There is little doubt that Teck, the second-largest overseas exporter of steelmaking coal, is a huge contributor to B.C.’S economy.
But Teck’s environmental compliance record is not stellar.
In more than 250 inspections between 2017 and 2023 outlined in the province’s compliance and enforcement database, Teck failed compliance of its permits or the province’s regulations 84 per cent of the time, according to Postmedia’s analysis.
Among those were failures of toxicity tests of its discharge on tiny water fleas. The quarterly tests act as a sensitivity test on the toxicity of effluent from mining operations.
Ultimately, Teck was issued a $120,000 administrative penalty in 2020 but not before there were 28 toxicity test failures between 2014 and 2018 and three more failures in 2018 and 2019.
In responses to Postmedia questions, Teck did not directly respond with reasons for its high failure rate of inspections.
Instead, the company pointed to an investment of $1.2 billion so far to improve water quality in the Elk Valley and a plan to invest another $750 million in the next two years.
“Of note, since 2015, we have met water quality limits at monitoring stations throughout the Elk Valley an average of 95 per cent of the time. Concentrations and compliance at these locations are influenced by seasonal variation inflow as a result of snowpack melt and precipitation,” Teck spokesman Chris Stannell said in a written statement.
Poor compliance record
Teck is not alone.
Other companies also have poor compliance records.
Paper Excellence’s Skookumchuck pulp mill in southeastern B.C. was out of compliance in some aspect in all 19 of its inspections between 2018 and 2022, according to records in the B.C. compliance and enforcement database.
Non-compliance with its permits included exceedances of discharges into creeks, exceeding limits for airborne pollutants and a lack of leak detection in a landfill. Ultimately, Skookumchuck received nearly $175,000 in administrative penalties.
Paper Excellence is owned by Jackson Wijaya, the grandson of a Chinese-indonesian billionaire who founded the giant conglomerate Sinar Mas Group. The company’s Mackenzie pulp mill in northern B.C., now permanently closed, also has had compliance issues. It failed nine of 10 inspections between 2018 and 2021, including for exceedances of air pollutants such as hydrogen sulphide. There were 130 hourly exceedances between 2014 and 2018, some of them triple the limit, inspection records show. The company was fined $254,000 for the violations.
Provincial records show that the mills of West Fraser Timber Co. Ltd., a leading forest products manufacturer in B.C., were out of compliance in two-thirds of 69 inspections between 2018 and the early part of 2023 under the Environmental Management Act. Those included exceeding air pollution limits at a plywood plant and failure of toxicity tests done on rainbow trout in its effluent stream from a pulp mill, both operations in north-central B.C.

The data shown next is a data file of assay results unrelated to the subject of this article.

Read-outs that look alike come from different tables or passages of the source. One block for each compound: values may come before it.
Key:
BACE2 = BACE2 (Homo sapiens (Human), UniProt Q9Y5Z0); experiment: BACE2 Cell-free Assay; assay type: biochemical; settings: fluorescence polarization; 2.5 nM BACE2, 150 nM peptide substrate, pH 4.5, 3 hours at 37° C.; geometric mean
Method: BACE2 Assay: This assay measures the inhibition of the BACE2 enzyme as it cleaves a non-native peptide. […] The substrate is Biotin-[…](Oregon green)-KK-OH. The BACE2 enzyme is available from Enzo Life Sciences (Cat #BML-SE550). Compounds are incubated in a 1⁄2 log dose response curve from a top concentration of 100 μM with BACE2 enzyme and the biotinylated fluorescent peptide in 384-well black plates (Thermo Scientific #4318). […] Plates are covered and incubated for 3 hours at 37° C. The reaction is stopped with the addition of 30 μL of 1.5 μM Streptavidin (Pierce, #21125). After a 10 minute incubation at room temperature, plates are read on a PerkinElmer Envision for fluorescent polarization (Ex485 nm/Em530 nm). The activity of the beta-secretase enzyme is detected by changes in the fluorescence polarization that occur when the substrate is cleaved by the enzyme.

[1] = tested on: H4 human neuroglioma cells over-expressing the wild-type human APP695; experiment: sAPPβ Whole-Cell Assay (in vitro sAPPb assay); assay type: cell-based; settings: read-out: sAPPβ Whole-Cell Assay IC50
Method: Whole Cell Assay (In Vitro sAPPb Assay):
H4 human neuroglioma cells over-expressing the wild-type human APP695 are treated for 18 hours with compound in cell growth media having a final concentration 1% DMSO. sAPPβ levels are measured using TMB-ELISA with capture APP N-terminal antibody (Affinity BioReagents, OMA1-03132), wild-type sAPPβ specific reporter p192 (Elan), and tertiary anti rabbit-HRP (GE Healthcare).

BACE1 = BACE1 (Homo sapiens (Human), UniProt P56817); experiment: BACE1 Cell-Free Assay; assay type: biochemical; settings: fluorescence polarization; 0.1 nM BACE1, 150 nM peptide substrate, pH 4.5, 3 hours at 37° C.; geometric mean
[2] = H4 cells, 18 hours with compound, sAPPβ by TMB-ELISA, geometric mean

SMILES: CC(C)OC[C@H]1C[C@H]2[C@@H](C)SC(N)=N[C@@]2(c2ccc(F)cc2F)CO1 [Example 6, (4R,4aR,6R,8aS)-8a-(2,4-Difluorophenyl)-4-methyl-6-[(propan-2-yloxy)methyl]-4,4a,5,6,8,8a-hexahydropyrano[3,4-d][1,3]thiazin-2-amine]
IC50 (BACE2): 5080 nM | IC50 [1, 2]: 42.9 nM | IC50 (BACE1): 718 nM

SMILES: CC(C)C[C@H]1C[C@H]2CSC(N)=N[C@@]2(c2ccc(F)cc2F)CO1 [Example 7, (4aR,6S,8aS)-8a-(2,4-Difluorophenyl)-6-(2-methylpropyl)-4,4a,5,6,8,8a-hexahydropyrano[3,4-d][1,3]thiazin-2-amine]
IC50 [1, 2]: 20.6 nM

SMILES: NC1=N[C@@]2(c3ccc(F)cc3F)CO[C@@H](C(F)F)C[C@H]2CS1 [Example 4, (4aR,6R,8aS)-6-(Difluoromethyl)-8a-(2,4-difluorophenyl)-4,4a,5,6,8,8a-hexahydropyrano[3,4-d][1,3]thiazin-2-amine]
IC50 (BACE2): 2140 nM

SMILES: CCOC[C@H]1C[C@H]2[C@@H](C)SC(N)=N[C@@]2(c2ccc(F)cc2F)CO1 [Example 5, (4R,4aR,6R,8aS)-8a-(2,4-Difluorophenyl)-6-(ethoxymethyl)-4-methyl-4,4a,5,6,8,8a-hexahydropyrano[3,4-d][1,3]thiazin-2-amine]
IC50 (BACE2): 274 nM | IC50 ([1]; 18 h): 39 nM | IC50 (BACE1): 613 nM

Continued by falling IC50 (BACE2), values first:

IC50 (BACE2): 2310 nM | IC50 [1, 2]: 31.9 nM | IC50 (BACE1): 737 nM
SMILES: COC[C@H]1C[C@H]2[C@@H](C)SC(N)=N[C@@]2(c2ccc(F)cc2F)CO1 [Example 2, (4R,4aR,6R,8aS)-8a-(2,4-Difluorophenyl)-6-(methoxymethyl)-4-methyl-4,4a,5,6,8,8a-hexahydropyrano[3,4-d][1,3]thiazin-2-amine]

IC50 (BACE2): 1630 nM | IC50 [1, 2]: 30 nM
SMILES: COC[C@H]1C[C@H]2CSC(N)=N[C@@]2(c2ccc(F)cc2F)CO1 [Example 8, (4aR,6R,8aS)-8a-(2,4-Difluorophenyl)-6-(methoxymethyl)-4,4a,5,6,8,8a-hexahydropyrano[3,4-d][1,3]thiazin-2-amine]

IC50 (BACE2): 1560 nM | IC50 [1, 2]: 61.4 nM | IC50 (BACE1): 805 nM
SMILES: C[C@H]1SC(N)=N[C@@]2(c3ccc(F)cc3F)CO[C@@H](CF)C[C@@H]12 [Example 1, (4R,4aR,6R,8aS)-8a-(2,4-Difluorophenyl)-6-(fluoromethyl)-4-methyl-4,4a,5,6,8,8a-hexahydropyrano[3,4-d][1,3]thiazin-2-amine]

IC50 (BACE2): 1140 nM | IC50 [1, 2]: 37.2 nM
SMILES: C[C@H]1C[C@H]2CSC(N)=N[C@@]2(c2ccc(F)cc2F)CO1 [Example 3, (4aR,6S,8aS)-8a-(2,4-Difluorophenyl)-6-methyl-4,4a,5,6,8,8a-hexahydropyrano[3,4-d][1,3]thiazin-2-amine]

West Fraser has been handed $66,000 in administrative penalties.
Delfresh Mushroom Farm Ltd., which has operations in the Fraser Valley, failed some aspect of 13 of 15 inspections between 2017 and 2022 for repeated violations of release of “brown” water from its operations to the environment, having no plan to deal with effluent, not collecting and treating air emissions and not carrying out fixes required by the province. Delfresh has been fined nearly $65,000 for these violations.
Coastal Gaslink, TC Energy Corp.’s 670-kilometre natural gas pipeline under construction in northern B.C., has been the subject of nearly 500 inspections between 2019 and 2022. The $14.5-billion pipeline will feed Canada LNG’S $18-billion liquefied natural gas terminal in Kitimat, which will export the gas overseas.
TC Energy has noted it has a 90 per cent compliance rate compared with the industry standard of 82 per cent, but that figure only includes inspections by the B.C. Oil and Gas Commission, recently renamed the B.C. Energy Regulator.
Under inspections by the B.C. Environmental Assessment Office (EAO), which has responsibility and authority to ensure a project is being constructed to agreed conditions, it has a compliance rate of just 30 per cent in more than 60 inspections between 2019 and 2023, including for repeat offences of erosion and sediment control, a concern because sediment runoff can harm sensitive wetlands, creeks and rivers.
The EAO’S first administrative penalties were issued to Coastal Gaslink.
The three penalties in 2022 and 2023 total $456,200.
Joel Forrest, Coastal Gaslink’s project vice-president of stakeholder relations, says the company takes administrative penalties and the role of regulators very seriously.
Forrest noted that constructing a project such as Coastal Gaslink is “incredibly” complex and covers diverse terrain. The company’s environmental management plan provides flexibility to adapt and respond to issues like erosion and sediment control as they arise, he said. In many cases, the best way to protect the environment and minimize disruption to the land is by completing construction quickly and restoring the area, said Forrest.
He said that in the company’s experience, the EAO takes a prescriptive approach to environmental protection plans and the company has learned to work collaboratively with them to meet their “high” regulatory standards.
“We are feeling good about the progress we’ve made to address concerns such as erosion and sediment control,” said Forrest.